Fundamental Problems with Congress: Party Polarization


by Anthony Sibley (AJ) on Aug 7, 2013 | Views: 210 | Score: 0
RepublicansDemocratsEntire Chamber
80th (1947-48)13288111100
85th (1957-58)12977721016
90th (1967-77)1255745974
95th (1977-78)1266707893
100th (1987-88)1337683927
105th (1997-98)14286231039
110th (2007-08)15666091036
111th (2009-11)16206461027
112th (2011-12)14785711084
Increasing Polarization of Congressional Members
Political Ideology Scale (1000> Conservative; 1000< Liberal)
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Anthony Sibley (AJ)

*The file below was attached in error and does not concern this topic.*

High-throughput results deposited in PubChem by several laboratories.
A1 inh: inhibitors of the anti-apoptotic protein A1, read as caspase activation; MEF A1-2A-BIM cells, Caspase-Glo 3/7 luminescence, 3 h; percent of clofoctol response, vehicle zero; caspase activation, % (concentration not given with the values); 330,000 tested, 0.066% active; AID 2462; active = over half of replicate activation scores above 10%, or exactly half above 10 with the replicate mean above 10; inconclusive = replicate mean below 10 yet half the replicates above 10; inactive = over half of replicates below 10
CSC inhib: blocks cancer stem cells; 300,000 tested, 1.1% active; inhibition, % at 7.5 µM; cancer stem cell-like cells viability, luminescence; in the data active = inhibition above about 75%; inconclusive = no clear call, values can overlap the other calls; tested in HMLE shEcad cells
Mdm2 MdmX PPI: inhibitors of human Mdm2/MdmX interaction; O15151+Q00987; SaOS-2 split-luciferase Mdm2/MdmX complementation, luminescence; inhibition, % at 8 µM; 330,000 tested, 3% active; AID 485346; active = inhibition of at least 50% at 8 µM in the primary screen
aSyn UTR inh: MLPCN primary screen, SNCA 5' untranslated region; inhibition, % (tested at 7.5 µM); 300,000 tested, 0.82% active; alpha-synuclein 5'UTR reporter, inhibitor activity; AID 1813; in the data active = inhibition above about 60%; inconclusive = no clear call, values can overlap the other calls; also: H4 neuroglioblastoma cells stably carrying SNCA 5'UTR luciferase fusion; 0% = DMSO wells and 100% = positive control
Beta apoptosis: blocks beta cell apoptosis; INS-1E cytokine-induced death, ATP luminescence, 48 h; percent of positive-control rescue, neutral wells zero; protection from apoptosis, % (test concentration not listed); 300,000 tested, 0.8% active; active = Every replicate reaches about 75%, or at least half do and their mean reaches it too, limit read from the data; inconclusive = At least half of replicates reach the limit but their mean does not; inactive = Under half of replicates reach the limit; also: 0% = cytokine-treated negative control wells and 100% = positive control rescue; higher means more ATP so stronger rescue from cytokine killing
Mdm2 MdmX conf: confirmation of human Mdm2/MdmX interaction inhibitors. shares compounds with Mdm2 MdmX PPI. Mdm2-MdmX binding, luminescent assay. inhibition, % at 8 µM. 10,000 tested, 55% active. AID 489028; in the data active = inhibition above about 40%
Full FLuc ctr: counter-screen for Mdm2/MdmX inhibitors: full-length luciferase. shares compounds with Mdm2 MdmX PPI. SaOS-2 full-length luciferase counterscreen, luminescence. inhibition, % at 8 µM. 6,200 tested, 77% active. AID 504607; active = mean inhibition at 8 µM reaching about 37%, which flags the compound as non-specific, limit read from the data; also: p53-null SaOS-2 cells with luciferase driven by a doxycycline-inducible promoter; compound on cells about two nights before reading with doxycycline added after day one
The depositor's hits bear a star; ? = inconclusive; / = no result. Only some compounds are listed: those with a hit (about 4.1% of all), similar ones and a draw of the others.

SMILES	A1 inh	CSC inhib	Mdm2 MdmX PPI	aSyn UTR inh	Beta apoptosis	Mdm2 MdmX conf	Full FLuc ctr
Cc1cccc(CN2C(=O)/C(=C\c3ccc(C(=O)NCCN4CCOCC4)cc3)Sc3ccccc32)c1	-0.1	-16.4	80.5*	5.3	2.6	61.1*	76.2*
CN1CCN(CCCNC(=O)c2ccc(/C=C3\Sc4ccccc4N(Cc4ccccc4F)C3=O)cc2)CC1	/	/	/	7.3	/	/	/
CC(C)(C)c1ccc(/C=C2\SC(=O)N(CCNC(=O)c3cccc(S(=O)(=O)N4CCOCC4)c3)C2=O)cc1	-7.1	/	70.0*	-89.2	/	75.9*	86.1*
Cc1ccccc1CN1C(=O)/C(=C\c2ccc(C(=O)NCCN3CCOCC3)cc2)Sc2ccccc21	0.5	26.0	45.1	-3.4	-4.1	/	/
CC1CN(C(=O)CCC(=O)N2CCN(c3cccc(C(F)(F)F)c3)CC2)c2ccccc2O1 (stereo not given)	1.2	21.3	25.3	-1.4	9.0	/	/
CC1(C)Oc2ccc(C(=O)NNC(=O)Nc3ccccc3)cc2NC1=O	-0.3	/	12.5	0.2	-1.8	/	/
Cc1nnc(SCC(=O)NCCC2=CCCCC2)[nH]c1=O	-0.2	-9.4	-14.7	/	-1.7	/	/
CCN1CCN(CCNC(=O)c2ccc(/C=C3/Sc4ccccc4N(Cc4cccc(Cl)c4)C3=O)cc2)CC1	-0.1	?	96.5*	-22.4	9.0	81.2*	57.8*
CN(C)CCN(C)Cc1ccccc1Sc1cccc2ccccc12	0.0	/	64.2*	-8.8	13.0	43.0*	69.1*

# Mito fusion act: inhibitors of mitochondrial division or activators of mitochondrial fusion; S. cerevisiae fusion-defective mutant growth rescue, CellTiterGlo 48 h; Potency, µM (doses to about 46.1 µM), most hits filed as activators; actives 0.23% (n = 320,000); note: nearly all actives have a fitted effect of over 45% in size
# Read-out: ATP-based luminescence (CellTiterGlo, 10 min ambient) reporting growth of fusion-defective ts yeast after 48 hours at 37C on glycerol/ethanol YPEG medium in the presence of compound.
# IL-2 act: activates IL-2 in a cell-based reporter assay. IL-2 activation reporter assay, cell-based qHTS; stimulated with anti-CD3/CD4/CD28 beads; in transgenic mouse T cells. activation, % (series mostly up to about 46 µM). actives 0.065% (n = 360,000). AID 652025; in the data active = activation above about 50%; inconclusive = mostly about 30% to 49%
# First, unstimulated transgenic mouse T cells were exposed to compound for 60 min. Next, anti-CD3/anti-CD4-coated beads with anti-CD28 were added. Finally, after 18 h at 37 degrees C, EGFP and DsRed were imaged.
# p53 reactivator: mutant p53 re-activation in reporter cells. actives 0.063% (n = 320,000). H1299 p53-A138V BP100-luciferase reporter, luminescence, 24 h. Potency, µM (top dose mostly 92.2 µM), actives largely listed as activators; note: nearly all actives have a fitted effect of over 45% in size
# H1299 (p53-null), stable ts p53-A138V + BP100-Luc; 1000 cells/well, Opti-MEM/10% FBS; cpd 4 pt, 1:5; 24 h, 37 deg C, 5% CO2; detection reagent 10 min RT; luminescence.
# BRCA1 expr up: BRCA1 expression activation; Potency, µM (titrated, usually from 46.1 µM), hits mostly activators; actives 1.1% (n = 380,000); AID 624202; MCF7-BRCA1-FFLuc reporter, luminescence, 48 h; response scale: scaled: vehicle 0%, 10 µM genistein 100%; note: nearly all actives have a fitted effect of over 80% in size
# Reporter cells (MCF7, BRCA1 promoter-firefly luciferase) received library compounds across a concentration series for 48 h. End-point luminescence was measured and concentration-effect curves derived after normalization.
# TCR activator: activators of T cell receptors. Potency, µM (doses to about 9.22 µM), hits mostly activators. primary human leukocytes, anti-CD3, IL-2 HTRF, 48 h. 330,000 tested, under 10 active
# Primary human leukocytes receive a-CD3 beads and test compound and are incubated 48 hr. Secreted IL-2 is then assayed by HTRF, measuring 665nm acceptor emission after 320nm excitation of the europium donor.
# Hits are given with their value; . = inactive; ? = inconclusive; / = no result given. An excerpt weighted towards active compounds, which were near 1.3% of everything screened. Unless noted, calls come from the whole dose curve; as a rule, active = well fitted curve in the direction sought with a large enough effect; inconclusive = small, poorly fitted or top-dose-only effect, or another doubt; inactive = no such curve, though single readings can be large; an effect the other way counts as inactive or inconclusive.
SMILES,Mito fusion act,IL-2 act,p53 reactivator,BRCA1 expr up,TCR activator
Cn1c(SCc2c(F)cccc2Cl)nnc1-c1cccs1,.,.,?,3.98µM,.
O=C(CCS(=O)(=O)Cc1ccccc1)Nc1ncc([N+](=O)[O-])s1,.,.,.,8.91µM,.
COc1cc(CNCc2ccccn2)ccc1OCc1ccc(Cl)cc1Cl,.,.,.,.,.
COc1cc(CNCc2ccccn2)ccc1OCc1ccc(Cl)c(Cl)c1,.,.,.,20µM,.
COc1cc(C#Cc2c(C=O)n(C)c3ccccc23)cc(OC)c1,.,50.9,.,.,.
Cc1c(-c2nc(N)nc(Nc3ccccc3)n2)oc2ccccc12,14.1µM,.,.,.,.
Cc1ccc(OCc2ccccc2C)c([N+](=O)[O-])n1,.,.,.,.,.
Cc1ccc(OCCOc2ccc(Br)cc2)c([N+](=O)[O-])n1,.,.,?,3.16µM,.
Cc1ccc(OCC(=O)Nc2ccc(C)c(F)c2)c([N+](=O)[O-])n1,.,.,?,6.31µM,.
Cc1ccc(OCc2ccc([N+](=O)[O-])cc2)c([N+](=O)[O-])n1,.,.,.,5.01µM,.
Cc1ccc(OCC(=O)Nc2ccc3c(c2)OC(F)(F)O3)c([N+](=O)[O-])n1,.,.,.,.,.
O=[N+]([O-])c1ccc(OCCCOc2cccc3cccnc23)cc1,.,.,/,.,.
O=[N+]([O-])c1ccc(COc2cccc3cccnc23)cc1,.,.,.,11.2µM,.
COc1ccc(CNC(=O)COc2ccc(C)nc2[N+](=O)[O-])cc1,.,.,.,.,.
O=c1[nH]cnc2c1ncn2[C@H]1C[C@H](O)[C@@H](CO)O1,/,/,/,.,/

Anthony Sibley (AJ) on Aug 7, 2013 8:25 PM said:

In the last three decades, the political polarization of Congress members has skyrocketed, and with it, congressional productivity has precipitously declined. From only +328 Conservative, Republicans had become +620 by 111th. Democrats became more liberal as well, -189 to -354 Conservative. This party polarization greatly discourages working towards bipartisan, generally more moderate, solutions. [*1000 is considered completely Moderate*]